Bank of Japan holds fire on fresh stimulus despite slumping economy

People at Tokyo's Ginza shopping district on Feb 15, 2015.
People at Tokyo's Ginza shopping district on Feb 15, 2015.PHOTO: REUTERS

TOKYO (BLOOMBERG, AFP) - The Bank of Japan kept monetary policy steady on Friday (Oct 30) as Governor Haruhiko Kuroda bets that the current level of stimulus is still sufficient to drive prices to his 2 per cent inflation target.

Mr Kuroda has maintained the view in recent months that a strong economic cycle is intact, with high corporate profits and a tight labor market bringing price gains, once the effect of low energy costs is discounted. The BOJ released a brief statement after its meeting on Friday showing that the board voted 8-1 to continue expanding the monetary base at an annual pace of 80 trillion yen (S$930 billion).

Economists were split on the likelihood of an increase in the BOJ's already record asset purchases, while government officials and the finance minister had talked down the need for more stimulus. The BOJ will deliver a more detailed outlook for economic growth and inflation at 3 pm in Tokyo, followed by a briefing by Mr Kuroda.

Data earlier on Friday showed the BOJ's key price gauge, which strips out food costs, dropped for a second straight month. After removing both food and energy, prices climbed 0.9 per cent in September.

"It's wrong to think pressure is off from the BOJ," Kazuhiko Ogata, an economist at Credit Agricole SA, said before the decision. "The economy isn't strong and 2 per cent inflation is far, far away. The BOJ will keep examining whether it should ease more."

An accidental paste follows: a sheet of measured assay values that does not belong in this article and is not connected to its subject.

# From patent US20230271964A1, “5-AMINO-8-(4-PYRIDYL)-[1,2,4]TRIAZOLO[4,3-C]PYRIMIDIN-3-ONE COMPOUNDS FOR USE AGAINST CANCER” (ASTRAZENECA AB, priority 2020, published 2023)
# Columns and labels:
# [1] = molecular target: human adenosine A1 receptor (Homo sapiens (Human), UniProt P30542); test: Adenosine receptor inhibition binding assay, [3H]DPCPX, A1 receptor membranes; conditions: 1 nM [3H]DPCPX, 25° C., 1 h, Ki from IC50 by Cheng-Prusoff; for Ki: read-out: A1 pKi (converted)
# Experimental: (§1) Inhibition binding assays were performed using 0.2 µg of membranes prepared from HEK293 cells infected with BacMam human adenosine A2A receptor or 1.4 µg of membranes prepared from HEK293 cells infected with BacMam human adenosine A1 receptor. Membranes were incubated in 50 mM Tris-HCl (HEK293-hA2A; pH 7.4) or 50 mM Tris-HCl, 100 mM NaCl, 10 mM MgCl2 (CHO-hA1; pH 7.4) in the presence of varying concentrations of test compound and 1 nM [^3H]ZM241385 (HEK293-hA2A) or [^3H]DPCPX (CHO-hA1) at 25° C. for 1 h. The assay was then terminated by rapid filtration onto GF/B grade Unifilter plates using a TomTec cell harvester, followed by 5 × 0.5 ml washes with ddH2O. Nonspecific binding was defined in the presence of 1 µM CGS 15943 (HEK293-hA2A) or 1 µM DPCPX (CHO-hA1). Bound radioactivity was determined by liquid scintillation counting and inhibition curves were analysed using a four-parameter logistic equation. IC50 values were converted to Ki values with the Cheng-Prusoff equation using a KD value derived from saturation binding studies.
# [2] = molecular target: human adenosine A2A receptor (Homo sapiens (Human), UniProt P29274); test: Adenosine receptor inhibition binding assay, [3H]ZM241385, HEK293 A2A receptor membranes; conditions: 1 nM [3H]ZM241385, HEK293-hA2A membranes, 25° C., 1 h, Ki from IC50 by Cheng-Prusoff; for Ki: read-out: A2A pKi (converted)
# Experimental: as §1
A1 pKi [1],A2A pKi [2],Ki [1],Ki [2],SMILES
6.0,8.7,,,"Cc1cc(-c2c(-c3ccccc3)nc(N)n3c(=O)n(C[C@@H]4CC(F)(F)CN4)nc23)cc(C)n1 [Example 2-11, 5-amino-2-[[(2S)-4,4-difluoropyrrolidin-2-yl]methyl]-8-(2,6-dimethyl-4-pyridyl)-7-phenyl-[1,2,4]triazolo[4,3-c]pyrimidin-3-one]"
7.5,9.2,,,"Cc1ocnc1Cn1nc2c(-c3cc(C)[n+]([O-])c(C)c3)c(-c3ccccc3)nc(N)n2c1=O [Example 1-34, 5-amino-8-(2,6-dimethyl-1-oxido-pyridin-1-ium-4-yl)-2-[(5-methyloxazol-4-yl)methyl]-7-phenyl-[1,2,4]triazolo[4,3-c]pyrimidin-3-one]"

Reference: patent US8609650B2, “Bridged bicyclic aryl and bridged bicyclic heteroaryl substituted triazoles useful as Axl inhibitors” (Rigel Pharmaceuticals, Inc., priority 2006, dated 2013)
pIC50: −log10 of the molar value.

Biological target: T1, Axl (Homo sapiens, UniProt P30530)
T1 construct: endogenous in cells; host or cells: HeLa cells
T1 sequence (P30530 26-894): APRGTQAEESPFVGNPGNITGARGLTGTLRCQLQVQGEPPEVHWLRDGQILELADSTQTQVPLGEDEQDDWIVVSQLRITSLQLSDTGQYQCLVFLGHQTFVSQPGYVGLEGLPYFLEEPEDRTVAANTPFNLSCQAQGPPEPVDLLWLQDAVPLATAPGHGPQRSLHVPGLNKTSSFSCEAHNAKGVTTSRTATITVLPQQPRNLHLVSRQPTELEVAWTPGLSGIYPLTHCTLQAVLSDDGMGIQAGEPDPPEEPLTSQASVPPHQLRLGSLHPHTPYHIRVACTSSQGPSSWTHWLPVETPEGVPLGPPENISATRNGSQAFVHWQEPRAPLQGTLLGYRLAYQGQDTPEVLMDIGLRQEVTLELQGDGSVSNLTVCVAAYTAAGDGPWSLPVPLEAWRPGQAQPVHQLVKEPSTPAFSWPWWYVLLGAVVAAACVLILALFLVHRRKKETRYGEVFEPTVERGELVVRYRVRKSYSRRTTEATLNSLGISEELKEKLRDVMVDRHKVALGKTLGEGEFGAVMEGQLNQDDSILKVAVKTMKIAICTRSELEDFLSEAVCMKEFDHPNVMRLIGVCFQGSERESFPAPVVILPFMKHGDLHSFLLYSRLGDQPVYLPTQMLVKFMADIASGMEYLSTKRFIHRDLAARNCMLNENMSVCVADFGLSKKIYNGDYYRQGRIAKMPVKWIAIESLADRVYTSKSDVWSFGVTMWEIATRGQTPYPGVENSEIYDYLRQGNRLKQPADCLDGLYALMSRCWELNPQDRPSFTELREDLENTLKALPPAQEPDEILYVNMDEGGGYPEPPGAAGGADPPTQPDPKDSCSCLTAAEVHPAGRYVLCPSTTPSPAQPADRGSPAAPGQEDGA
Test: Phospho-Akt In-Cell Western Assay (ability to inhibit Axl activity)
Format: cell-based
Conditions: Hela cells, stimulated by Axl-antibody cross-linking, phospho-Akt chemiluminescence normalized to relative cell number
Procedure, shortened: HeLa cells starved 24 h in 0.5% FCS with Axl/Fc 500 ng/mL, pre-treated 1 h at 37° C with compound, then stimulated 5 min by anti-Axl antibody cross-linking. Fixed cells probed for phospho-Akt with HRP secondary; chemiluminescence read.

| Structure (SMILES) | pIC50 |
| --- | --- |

The yen strengthened 0.6 per cent to 120.45 per US dollar at 12:23 pm in Tokyo.

JPMorgan Chase & Co. and Mitsubishi UFJ Morgan Stanley Securities Co. are among those expecting the BOJ to cut its inflation forecasts when it releases its outlook report at 3 pm in Tokyo. Economists also have speculated that the central bank may need to push back its date for reaching 2 per cent inflation, which currently runs through September 2016.

Hideo Hayakawa, a former chief economist for the central bank, projected that the BOJ will cut its price-gain forecasts to as low as 0.3 per cent for this fiscal year and to as low as 1.6 per cent for the following 12 months, with oil prices remaining low.

Recent economic data were mixed. Retail sales unexpectedly dropped in September, exports rose and a report on Thursday showed industrial production increased 1 percent, more than economists projected.

The BOJ's decision comes after the US Federal Reserve indicated Thursday that December is still a possibility for its first rate increase since 2006 as it softened its language on global economic risks.

It wouldn't be the first time for the BOJ to leave policy unchanged while trimming its price forecasts and pushing out the timing of reaching the 2 per cent goal, should the outlook report confirm such changes later on Friday. It did much the same thing in April, when Mr Kuroda mainly attributed the delay to lower oil prices.

He has said the BOJ doesn't need to act if oil is simply causing lower price forecasts.

Sixteen of 36 analysts surveyed by Bloomberg said they expected the BOJ to expand stimulus on Friday, eight forecast further easing at a later date and 12 saw no prospect of any change in the foreseeable future.

In the most recent projection in July, the BOJ assumed Dubai crude oil prices would rise from US$60 to US$70 per barrel toward its projection period ending in March 2018. It hasn't traded above US$60 since then.

"Pressure will only mount for more easing," Masamichi Adachi, an economist at JPMorgan Chase & Co. and a former BOJ official, said before Friday's decision. "The economy is clearly not strong enough to suggest 2 percent inflation is under way."

The BOJ board next meets Nov. 18 and 19.